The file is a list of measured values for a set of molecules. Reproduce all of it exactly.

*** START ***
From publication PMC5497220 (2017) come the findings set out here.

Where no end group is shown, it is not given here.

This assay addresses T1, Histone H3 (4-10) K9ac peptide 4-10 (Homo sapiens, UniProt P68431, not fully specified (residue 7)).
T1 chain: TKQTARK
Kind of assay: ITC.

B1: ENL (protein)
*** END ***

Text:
From publication PMC5497220 (2017) come the findings set out here.

Where no end group is shown, it is not given here.

This assay addresses T1, Histone H3 (4-10) K9ac peptide 4-10 (Homo sapiens, UniProt P68431, not fully specified (residue 7)).
T1 chain: TKQTARK
Kind of assay: ITC.

B1: ENL (protein)